A grandfather from Bristol has received a compensation payment for an undisclosed amount after hospital failures led to him having his leg amputated. The 53-year-old has told of the agonizing pain he was left in after undergoing a hip resurfacing procedure.
Amputation was the “only option”
In July 2009, Michael Stephenson from Bristol underwent a hip resurfacing procedure on his left leg at the Avon Orthopaedic Centre, located at Southmead Hospital. The operation was undertaken as an alternative to a total hip replacement, with a cobalt-chrome metal cap placed over the head of the femur, with a matching cup placed in the pelvis socket. The operation provides more bone preservation than a traditional hip replacement, and minimizes the potential for surgeon-induced discrepancies, such variations in patient leg-length. However, Mr Stephenson contracted an infection upon completion of the procedure.
The grandfather reported agonizing pain following the operation. His wound began to “leak and ooze”, but medics said the symptoms were nothing to be concerned about. 10 days later, doctors took a swab and prescribed him antibiotics. However, the action taken was too late and the infection had spread into the hipbone.
Mr Stephenson spent the next four years in constant pain and endured several lengthy hospital stays. He was unable to return to his job as a chef and eventually, in June 2013, doctors said the 53-year-old would have to have his leg amputated up to his pelvis in order to fully rid himself of the infection. The amputation was said to be “the only option”.
In July 2013, Mr Stephenson had a transpelvic amputation, with the full removal of the socket and hip. The procedure is rare with severe consequences and is usually only performed on cancer patients.
Quicker treatment would have saved his leg
Following the amputation, Mr Stephenson had to accept he would never return to work and he was forced to give up all of his hobbies. He now relies heavily on his wife Cheryl for help with everyday tasks, and due to the nature of the amputation, there is no possibility of a prosthetic leg being fitted.
After learning that doctors failed to spot the infection in a timely matter, Mr Stephenson commenced legal action against the North Bristol NHS Trust, which is responsible for Southmead Hospital. In 2012, the Trust admitted liability, acknowledging that medics had acted negligently in not spotting the signs of infection. Had he been treated sooner, amputation would not have been a necessity for Mr Stephenson. The parties have now agreed to settle the legal case, with an undisclosed damages payment made.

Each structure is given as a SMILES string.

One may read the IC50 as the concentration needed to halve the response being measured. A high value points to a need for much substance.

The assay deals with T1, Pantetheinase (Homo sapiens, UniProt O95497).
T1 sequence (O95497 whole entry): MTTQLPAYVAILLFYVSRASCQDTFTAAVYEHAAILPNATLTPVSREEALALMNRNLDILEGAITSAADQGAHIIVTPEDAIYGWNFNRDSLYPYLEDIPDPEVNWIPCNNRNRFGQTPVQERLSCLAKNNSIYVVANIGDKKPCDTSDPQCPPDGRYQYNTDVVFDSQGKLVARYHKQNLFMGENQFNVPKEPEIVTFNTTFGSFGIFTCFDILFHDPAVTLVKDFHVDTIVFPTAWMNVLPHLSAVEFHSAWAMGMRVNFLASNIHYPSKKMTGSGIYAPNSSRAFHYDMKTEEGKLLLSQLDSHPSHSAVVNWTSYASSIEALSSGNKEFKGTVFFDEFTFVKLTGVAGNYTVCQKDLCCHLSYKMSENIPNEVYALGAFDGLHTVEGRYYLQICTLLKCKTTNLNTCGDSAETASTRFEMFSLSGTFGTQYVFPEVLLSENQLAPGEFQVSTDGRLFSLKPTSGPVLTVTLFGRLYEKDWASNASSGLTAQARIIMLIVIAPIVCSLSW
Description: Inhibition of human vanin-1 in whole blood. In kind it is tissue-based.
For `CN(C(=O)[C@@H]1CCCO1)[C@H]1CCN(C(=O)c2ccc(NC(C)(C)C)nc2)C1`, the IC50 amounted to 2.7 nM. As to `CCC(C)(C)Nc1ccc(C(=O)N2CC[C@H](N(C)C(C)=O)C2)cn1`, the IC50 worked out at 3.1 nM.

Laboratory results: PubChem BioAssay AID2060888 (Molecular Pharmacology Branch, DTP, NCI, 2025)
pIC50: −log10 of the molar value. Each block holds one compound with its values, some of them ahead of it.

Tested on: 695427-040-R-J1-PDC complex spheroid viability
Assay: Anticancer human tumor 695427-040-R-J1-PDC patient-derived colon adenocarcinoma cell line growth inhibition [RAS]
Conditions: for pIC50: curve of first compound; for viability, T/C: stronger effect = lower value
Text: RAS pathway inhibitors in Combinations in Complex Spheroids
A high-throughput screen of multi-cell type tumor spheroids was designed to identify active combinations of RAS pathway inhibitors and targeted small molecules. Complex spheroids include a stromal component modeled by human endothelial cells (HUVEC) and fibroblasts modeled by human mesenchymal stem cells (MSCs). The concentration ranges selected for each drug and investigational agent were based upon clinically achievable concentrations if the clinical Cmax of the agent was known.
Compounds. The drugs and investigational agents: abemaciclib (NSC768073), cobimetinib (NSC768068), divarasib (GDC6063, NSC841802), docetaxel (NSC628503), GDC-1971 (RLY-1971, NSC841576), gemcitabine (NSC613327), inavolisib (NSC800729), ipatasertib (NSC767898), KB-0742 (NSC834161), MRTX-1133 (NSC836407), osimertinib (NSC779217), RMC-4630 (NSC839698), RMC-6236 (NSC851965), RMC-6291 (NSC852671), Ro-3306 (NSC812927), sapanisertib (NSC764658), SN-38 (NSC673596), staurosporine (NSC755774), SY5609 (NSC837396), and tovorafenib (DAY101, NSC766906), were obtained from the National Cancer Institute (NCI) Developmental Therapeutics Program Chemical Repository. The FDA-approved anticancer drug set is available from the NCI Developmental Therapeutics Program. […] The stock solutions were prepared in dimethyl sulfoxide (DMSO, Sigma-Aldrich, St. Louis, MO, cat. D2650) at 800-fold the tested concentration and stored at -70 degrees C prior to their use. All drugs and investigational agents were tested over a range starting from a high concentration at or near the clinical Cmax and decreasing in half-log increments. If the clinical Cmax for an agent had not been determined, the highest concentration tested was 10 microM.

Mr Stephenson has spoken of his plight, describing the “long and painful road” to where he is now. He said that the amputation has had a “huge impact” on his life, with him still trying to adjust to a new way of living, but that had he known that it would have relieved him of the agony he was in following the initial hip resurfacing procedure, he would have had the leg removed sooner. He stated:
“My family and especially my wife have been a tower of strength for me - I simply don't know what I would have done without their love and support. I do struggle with a lot of things and need carers to help with simply things such as going to the toilet, getting dressed, getting out of bed, but I am learning to adapt as best as I can.
I've also developed a number of ailments since including phantom limb pain and a pressure sore, which can be very painful at times.
The settlement has allowed me to buy and adapt a house which is close to my family and grandchildren and hope that I can soon establish a sense of independence for the first time in six years."
The Trust has apologized for the failings in Mr Stephenson’s post-op care. Catherine Phillips, deputy chief executive of the North Bristol Trust, said she was “pleased” that a settlement had been reached, and that the Trust “hopes that the compensation received will assist with Mr Stephenson's care and improve his quality of life”. She commented:
"We would like to re-iterate the apologies made in 2012 and offer Mr Stephenson and his family our best wishes for the future."
You are entitled to expect a certain standard of treatment from those providing medical assistance to you. If this treatment falls below standard you may be entitled to recover the cost of the private medical treatment needed to correct the failings on the part of those originally treating you. Our goal at IBB Law is to obtain justice for victims of the negligence by others, by securing compensation that reflects their pain and suffering, as well as related financial losses including loss of earnings, treatment costs and specialist care costs.
If you want to enquire about making a hospital, dentist or GP negligence claim, please contact one of our medical negligence solicitors on 0333 123 9099. Alternatively, you can send an email with your name and contact information and brief details as to the nature of the accident/clinical negligence and the injuries sustained to firstname.lastname@example.org and one of our team will be able to help you.